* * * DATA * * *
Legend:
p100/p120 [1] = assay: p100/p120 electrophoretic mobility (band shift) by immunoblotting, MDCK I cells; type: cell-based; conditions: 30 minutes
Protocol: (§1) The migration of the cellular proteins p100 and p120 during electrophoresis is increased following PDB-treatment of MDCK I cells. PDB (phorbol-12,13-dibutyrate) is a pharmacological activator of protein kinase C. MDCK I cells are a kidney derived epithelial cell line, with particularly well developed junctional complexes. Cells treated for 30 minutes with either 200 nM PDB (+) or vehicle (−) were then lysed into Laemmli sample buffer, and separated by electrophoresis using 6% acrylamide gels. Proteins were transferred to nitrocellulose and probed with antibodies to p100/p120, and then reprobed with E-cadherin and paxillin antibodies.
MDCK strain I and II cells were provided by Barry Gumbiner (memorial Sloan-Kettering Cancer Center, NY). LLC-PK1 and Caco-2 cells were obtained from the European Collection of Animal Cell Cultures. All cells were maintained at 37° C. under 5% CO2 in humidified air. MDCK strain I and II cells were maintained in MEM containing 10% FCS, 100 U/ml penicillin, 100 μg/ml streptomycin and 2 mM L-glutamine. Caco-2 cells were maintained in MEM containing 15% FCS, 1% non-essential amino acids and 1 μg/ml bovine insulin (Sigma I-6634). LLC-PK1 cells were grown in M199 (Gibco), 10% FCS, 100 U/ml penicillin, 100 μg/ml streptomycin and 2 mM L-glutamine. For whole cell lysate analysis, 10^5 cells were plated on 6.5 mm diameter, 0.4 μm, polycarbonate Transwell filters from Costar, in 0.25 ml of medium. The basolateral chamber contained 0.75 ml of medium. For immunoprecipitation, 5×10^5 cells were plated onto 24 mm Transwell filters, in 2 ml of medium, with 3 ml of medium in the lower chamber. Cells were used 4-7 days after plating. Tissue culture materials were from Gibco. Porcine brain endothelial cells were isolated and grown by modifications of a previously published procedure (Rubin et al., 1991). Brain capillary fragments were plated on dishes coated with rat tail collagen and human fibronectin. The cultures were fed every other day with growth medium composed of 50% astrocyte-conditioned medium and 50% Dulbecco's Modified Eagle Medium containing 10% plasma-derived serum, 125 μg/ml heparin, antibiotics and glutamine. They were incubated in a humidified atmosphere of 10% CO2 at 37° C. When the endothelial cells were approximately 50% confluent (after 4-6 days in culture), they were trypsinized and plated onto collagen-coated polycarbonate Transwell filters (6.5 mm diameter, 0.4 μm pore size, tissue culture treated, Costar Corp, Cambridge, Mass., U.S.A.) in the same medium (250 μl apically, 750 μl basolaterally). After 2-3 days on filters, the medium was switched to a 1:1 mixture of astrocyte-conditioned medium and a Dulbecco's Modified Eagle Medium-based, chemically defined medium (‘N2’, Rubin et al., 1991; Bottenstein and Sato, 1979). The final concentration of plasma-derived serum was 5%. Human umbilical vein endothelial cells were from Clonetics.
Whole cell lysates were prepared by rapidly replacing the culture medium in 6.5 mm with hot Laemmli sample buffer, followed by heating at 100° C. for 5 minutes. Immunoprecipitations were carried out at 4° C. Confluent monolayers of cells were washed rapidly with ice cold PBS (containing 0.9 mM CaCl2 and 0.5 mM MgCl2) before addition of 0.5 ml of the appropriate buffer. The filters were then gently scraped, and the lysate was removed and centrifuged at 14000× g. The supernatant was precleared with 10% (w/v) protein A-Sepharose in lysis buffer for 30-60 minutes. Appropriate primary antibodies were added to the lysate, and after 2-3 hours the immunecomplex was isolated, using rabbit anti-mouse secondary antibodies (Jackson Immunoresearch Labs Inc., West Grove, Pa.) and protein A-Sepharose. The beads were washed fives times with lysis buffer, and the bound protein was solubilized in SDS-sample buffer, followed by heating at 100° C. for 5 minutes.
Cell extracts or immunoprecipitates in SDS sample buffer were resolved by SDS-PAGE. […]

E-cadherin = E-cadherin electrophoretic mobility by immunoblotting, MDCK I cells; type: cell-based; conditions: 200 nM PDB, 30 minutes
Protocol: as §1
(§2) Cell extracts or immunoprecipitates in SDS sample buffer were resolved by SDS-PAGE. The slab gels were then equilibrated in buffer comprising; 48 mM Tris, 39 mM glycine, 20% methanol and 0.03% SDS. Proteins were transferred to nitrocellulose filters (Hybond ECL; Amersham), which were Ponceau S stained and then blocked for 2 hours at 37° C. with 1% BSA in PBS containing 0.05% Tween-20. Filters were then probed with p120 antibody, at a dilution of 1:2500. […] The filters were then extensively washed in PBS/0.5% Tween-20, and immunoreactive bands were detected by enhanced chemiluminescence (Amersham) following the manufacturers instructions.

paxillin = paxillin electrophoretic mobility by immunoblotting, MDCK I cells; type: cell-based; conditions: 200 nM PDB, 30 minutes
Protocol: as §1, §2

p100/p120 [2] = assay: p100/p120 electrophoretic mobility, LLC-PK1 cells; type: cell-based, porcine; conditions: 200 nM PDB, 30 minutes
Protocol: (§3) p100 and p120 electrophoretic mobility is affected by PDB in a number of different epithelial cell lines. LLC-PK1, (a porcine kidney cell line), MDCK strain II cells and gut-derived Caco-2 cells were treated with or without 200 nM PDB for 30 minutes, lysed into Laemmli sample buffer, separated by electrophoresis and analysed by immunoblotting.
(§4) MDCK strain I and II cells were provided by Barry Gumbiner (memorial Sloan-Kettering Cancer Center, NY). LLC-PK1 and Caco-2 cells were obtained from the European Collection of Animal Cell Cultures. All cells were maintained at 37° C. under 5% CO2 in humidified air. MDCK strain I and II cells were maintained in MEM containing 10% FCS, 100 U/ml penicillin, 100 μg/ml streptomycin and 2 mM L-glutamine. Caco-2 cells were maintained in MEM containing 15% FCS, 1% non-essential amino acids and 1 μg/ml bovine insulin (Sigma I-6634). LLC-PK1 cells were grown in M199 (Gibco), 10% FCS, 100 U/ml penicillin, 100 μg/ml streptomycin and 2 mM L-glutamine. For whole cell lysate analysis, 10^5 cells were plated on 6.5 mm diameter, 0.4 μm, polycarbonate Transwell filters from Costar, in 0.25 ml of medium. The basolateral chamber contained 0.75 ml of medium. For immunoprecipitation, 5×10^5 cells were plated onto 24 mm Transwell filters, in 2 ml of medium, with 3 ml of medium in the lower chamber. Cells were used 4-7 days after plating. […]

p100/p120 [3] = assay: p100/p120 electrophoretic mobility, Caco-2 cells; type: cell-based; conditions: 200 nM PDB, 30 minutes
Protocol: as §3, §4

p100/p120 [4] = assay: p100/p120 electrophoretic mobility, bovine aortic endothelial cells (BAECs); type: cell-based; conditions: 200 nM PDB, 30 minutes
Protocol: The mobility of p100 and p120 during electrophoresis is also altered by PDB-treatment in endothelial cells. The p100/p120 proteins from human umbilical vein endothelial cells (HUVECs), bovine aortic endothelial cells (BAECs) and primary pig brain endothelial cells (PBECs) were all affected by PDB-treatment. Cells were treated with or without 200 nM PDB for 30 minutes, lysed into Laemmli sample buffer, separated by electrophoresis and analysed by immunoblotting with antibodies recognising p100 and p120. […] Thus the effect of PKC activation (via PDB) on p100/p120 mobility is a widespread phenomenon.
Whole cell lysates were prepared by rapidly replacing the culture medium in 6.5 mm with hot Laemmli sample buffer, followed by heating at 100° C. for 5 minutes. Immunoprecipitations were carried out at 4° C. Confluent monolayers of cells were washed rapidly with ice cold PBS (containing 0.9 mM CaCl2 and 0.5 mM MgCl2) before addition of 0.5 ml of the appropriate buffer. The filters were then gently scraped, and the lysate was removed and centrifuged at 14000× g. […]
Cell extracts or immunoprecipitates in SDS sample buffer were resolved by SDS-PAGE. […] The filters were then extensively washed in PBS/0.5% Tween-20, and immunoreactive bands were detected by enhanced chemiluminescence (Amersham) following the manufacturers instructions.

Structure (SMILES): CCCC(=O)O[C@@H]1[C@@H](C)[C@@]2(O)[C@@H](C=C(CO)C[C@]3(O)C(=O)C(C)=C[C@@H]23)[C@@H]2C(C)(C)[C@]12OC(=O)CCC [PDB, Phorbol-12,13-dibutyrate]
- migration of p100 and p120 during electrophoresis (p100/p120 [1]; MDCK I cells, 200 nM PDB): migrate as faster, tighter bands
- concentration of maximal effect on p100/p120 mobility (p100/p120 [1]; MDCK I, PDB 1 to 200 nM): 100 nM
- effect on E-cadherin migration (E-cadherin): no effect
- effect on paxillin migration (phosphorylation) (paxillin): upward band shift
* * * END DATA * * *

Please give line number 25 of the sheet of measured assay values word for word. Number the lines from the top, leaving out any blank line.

- effect on paxillin migration (phosphorylation) (paxillin): upward band shift